Morning Edition
Morning Edition
Tuesday, March 31, 2009

Minnesota Public Radio Stories

  • Full parking lot at the grocery storeFlood life limited to essentials-only activities
    This morning city officials in Fargo and Moorhead want people to keep travel at a minimum. They want to keep streets clear for flood fighting crews and emergency vehicles, especially during the snowstorm that'll make for dangerous driving conditions. These precautions have made for quiet cities on both sides of the Red River.6:20 a.m.
  • Osman AhmedRelatives of missing Somali men use homeland ties in search
    Families of some of the young Somali-American men who are thought to be fighting with Islamic extremists in the Horn of Africa are trying their own methods to bring them safely home. They've turned to friends in the new Somali government and U.S. officials at neighboring embassies to help.6:50 a.m.
  • North Dakota State vs. KansasTV basketball mesmerizes Minnesotans
    Next weekend is the NCAA men's and women's basketball tournament Final Four. And after a frenzied season of TV basketball, tens of thousands of Minnesota basketball addicts are going to be asking themselves: "Now what?"6:55 a.m.
  • Arrow Buick/Pontiac/GM in Inver Grove Heights, MNMinn. auto dealers optimistic about Obama plan
    Car dealers in Minnesota are expressing optimism about President Obama's plan to jump-start domestic auto sales. The plan includes a promise that the government will stand behind domestic car makers' warranties.7:20 a.m.
  • Military vehicles naviate over flood watersSmall towns around rising Red fighting too
    The Red River has reached its first crest and is slowly subsiding in Fargo and Moorhead, but the river is still rising as it roars further north. People in places like Perley, Halstad and Shelly are still sandbagging and biting their fingernails. In their towns, the Red River isn't expected to crest for a few days.7:25 a.m.
  • Mike Mattson shovels his driveway in FargoWinter storm complicating flood fight
    Another four to five inches of snow is expected to fall in the Fargo -Moorhead area today. The snow is making it difficult to get around and monitor the dikes which are holding back flood waters from the Red River.7:45 a.m.

National Public Radio Stories

  • One-Day Meeting Hopes To Boost Afghanistan
    More than 70 nations are meeting in The Hague Tuesday to discuss Afghanistan. The conference brings together Afghanistan's neighbors and all nations that contribute NATO troops in the effort to oust the Taliban from Afghanistan.
  • Jones: Afghanistan Strategy A 'Three-Legged Stool'
    National Security Adviser James Jones says that retooling strategy in Afghanistan will mean addressing not only security issues but also those involving economic development and rule of law.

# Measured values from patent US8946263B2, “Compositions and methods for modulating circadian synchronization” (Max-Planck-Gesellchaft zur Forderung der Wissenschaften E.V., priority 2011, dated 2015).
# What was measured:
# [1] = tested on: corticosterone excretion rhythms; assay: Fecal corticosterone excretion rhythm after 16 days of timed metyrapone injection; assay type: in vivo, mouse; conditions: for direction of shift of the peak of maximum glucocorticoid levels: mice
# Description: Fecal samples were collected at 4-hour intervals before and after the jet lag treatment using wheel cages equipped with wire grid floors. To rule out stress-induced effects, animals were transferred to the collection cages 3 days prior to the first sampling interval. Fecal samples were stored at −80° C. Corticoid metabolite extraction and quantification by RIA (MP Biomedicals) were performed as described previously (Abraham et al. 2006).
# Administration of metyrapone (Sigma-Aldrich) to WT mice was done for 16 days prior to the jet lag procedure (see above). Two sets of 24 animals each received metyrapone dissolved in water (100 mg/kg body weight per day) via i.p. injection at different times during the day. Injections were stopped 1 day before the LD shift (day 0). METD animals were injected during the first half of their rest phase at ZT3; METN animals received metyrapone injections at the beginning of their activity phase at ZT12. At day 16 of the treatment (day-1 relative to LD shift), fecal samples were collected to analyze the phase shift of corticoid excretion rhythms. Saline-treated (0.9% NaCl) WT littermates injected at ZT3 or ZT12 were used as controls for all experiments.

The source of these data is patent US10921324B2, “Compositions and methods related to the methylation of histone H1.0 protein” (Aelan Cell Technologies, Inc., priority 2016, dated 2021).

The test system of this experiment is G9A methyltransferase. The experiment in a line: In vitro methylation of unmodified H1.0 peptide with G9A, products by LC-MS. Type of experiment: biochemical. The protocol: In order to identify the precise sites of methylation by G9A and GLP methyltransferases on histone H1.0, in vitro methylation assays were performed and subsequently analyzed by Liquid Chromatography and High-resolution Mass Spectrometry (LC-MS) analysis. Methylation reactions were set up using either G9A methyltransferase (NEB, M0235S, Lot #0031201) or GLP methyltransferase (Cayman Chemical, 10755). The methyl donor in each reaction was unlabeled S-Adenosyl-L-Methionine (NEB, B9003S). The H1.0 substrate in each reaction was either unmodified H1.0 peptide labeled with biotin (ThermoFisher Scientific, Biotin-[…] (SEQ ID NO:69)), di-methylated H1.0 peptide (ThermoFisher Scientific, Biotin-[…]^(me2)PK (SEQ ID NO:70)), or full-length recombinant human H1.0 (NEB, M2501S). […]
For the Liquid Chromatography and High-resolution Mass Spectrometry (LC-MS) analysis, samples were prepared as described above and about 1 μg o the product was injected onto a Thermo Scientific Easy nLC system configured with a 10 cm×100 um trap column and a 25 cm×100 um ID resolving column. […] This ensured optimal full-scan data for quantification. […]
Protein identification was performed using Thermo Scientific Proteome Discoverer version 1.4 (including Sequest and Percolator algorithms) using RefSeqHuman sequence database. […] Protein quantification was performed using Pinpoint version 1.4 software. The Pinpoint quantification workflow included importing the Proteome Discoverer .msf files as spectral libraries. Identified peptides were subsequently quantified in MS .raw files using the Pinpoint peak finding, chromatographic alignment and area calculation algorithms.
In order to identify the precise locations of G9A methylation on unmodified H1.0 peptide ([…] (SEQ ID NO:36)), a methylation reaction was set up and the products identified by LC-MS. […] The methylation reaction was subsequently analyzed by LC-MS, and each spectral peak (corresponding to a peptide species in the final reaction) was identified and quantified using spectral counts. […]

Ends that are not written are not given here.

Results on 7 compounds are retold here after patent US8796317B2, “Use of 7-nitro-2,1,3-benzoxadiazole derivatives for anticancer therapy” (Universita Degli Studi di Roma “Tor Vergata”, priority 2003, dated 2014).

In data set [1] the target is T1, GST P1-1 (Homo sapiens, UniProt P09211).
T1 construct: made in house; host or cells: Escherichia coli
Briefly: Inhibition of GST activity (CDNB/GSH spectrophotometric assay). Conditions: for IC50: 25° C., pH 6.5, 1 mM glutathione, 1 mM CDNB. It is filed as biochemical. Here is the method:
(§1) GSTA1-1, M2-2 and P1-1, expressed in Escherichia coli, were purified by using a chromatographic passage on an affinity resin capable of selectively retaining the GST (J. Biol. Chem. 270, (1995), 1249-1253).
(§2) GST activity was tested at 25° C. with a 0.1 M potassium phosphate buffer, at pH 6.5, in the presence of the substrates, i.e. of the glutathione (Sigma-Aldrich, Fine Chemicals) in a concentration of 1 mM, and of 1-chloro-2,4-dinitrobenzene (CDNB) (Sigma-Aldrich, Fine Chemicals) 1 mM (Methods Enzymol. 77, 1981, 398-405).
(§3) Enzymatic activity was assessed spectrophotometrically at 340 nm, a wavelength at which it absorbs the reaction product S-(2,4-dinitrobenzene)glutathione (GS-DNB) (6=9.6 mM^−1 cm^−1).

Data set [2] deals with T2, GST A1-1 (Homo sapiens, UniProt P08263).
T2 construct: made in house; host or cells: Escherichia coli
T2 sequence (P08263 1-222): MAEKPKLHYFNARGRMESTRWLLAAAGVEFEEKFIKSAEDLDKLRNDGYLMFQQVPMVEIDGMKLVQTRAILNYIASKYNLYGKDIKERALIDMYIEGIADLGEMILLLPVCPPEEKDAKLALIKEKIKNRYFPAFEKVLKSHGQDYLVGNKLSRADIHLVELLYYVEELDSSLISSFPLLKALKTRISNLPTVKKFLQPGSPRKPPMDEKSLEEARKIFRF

• G-20 Leaders Get Swag Bag
    World leaders are preparing for the G-20 meetings in London. The Guardian has put together a helpful guide for its readers. Attendees of the G-20 get a swag bag designed to show off the host nation. The world's most powerful men and women get a British-designed tie, Irish linen from Ulster, chocolates and a tea towel.
  • Laid Off, But College Costs Keep Adding Up
    Dean and Terry Stanton have two sons in college, and their daughter is planning to start in the fall. They had the financing all figured out until a couple of months ago. The Stantons talk with Renee Montagne about how they are juggling college costs now that Dean has been laid off from his job in Silicon Valley.
  • One Size Fits All? New Pill Combines Heart Drugs
    A pharmaceutical company in India has combined five cheap heart medications into one capsule. The so-called polypill — which contains aspirin, a statin and three blood pressure medications — has been found in a preliminary study to lower blood pressure and cholesterol in men and women at risk of heart disease and stroke. The pill is not approved for use in the United States.
  • G-20 Summit To Test Obama's Leadership
    Thursday's economic summit will be the first test of President Obama's leadership on the world stage. A draft of the communique being prepared for the economic meeting includes calls for greater regulation, more resources for developing nations and reviving global growth.
  • Europeans Deal With Global Economic Slowdown
    As world leaders gather in London to try to chart a path out of the global economic recession, some analysts say the United States will no longer be able to dictate terms for solutions. Adding to that, Europe is determined to put its stamp on a new financial world order.
  • China Takes Another Step Into U.S. Auto Industry
    Auto parts supplier Delphi has signed an agreement with a group of Chinese companies and the Beijing city government to sell its brakes and suspension business. The Detroit Free Press calls this the most high-profile acquisition yet by the Chinese in the American auto industry. The deal might give Delphi the cash it needs to emerge from bankruptcy.
  • New CEO Charged With Scaling Down GM
    Fritz Henderson, who replaces Rick Wagoner as the chief executive officer of GM, has 60 days to present the government with a survival plan for the giant automaker. The GM insider faces the task of shrinking the company in order to keep it going.
  • Congress Ponders Curbs On Credit Card Costs
    Consumer groups complain that a lot of credit card issuers charge hefty fees and high interest rates. This week, congressional committees will take up legislation that would force the card companies to change the way they operate.

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